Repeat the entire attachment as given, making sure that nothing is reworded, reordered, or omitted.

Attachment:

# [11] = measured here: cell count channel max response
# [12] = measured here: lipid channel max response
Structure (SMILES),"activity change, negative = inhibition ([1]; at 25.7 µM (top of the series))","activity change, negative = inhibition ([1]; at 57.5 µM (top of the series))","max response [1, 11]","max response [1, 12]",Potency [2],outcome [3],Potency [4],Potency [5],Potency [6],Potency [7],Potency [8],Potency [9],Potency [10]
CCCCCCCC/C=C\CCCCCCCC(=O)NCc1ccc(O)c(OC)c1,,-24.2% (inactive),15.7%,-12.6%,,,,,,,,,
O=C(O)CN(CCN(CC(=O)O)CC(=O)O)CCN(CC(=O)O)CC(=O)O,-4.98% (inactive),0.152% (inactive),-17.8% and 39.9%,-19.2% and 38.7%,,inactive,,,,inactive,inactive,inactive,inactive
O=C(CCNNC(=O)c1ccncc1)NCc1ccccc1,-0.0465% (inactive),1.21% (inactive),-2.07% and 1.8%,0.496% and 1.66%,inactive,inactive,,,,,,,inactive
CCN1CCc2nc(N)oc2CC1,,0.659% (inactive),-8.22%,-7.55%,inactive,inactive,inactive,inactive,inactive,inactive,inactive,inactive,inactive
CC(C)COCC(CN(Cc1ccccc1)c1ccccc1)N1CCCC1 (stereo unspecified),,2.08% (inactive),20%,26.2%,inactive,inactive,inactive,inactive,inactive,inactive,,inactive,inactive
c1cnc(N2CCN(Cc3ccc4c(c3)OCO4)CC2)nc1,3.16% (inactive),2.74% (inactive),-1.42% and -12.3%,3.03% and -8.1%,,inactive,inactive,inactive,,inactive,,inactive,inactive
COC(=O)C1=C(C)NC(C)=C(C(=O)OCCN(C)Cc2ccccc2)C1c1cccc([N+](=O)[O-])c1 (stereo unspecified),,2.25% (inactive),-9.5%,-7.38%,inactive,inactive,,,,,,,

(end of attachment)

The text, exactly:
# [11] = measured here: cell count channel max response
# [12] = measured here: lipid channel max response
Structure (SMILES),"activity change, negative = inhibition ([1]; at 25.7 µM (top of the series))","activity change, negative = inhibition ([1]; at 57.5 µM (top of the series))","max response [1, 11]","max response [1, 12]",Potency [2],outcome [3],Potency [4],Potency [5],Potency [6],Potency [7],Potency [8],Potency [9],Potency [10]
CCCCCCCC/C=C\CCCCCCCC(=O)NCc1ccc(O)c(OC)c1,,-24.2% (inactive),15.7%,-12.6%,,,,,,,,,
O=C(O)CN(CCN(CC(=O)O)CC(=O)O)CCN(CC(=O)O)CC(=O)O,-4.98% (inactive),0.152% (inactive),-17.8% and 39.9%,-19.2% and 38.7%,,inactive,,,,inactive,inactive,inactive,inactive
O=C(CCNNC(=O)c1ccncc1)NCc1ccccc1,-0.0465% (inactive),1.21% (inactive),-2.07% and 1.8%,0.496% and 1.66%,inactive,inactive,,,,,,,inactive
CCN1CCc2nc(N)oc2CC1,,0.659% (inactive),-8.22%,-7.55%,inactive,inactive,inactive,inactive,inactive,inactive,inactive,inactive,inactive
CC(C)COCC(CN(Cc1ccccc1)c1ccccc1)N1CCCC1 (stereo unspecified),,2.08% (inactive),20%,26.2%,inactive,inactive,inactive,inactive,inactive,inactive,,inactive,inactive
c1cnc(N2CCN(Cc3ccc4c(c3)OCO4)CC2)nc1,3.16% (inactive),2.74% (inactive),-1.42% and -12.3%,3.03% and -8.1%,,inactive,inactive,inactive,,inactive,,inactive,inactive
COC(=O)C1=C(C)NC(C)=C(C(=O)OCCN(C)Cc2ccccc2)C1c1cccc([N+](=O)[O-])c1 (stereo unspecified),,2.25% (inactive),-9.5%,-7.38%,inactive,inactive,,,,,,,